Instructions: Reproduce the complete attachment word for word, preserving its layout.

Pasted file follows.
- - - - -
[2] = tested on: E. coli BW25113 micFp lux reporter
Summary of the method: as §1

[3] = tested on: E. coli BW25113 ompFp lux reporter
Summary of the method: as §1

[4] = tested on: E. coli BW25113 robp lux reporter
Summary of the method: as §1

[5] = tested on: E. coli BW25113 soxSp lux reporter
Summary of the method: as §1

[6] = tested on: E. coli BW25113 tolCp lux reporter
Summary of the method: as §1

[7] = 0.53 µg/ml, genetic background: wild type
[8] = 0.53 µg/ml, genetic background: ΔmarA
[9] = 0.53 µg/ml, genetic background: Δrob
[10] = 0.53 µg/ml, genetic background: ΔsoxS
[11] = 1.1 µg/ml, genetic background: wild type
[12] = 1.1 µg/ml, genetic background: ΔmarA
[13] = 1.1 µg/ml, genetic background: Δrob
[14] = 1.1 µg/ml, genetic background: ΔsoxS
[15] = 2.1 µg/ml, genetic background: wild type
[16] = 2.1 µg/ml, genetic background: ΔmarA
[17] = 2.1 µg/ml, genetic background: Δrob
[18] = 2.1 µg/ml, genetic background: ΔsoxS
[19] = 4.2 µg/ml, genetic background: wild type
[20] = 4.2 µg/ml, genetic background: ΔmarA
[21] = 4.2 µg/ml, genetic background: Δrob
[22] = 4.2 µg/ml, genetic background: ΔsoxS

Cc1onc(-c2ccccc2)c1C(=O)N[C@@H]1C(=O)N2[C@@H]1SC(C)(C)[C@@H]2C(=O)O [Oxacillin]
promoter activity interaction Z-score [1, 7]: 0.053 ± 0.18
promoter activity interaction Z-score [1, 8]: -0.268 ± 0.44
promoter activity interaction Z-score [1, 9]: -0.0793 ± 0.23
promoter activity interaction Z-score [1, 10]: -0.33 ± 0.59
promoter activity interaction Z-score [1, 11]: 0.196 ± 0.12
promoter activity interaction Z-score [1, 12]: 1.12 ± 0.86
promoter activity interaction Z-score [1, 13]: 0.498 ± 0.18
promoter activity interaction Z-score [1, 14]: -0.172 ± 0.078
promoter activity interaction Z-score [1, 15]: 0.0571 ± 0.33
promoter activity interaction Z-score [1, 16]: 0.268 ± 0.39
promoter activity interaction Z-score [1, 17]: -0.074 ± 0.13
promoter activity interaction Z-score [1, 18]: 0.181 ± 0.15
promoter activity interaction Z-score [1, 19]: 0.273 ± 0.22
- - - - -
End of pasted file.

[2] = tested on: E. coli BW25113 micFp lux reporter
Summary of the method: as §1

[3] = tested on: E. coli BW25113 ompFp lux reporter
Summary of the method: as §1

[4] = tested on: E. coli BW25113 robp lux reporter
Summary of the method: as §1

[5] = tested on: E. coli BW25113 soxSp lux reporter
Summary of the method: as §1

[6] = tested on: E. coli BW25113 tolCp lux reporter
Summary of the method: as §1

[7] = 0.53 µg/ml, genetic background: wild type
[8] = 0.53 µg/ml, genetic background: ΔmarA
[9] = 0.53 µg/ml, genetic background: Δrob
[10] = 0.53 µg/ml, genetic background: ΔsoxS
[11] = 1.1 µg/ml, genetic background: wild type
[12] = 1.1 µg/ml, genetic background: ΔmarA
[13] = 1.1 µg/ml, genetic background: Δrob
[14] = 1.1 µg/ml, genetic background: ΔsoxS
[15] = 2.1 µg/ml, genetic background: wild type
[16] = 2.1 µg/ml, genetic background: ΔmarA
[17] = 2.1 µg/ml, genetic background: Δrob
[18] = 2.1 µg/ml, genetic background: ΔsoxS
[19] = 4.2 µg/ml, genetic background: wild type
[20] = 4.2 µg/ml, genetic background: ΔmarA
[21] = 4.2 µg/ml, genetic background: Δrob
[22] = 4.2 µg/ml, genetic background: ΔsoxS

Cc1onc(-c2ccccc2)c1C(=O)N[C@@H]1C(=O)N2[C@@H]1SC(C)(C)[C@@H]2C(=O)O [Oxacillin]
promoter activity interaction Z-score [1, 7]: 0.053 ± 0.18
promoter activity interaction Z-score [1, 8]: -0.268 ± 0.44
promoter activity interaction Z-score [1, 9]: -0.0793 ± 0.23
promoter activity interaction Z-score [1, 10]: -0.33 ± 0.59
promoter activity interaction Z-score [1, 11]: 0.196 ± 0.12
promoter activity interaction Z-score [1, 12]: 1.12 ± 0.86
promoter activity interaction Z-score [1, 13]: 0.498 ± 0.18
promoter activity interaction Z-score [1, 14]: -0.172 ± 0.078
promoter activity interaction Z-score [1, 15]: 0.0571 ± 0.33
promoter activity interaction Z-score [1, 16]: 0.268 ± 0.39
promoter activity interaction Z-score [1, 17]: -0.074 ± 0.13
promoter activity interaction Z-score [1, 18]: 0.181 ± 0.15
promoter activity interaction Z-score [1, 19]: 0.273 ± 0.22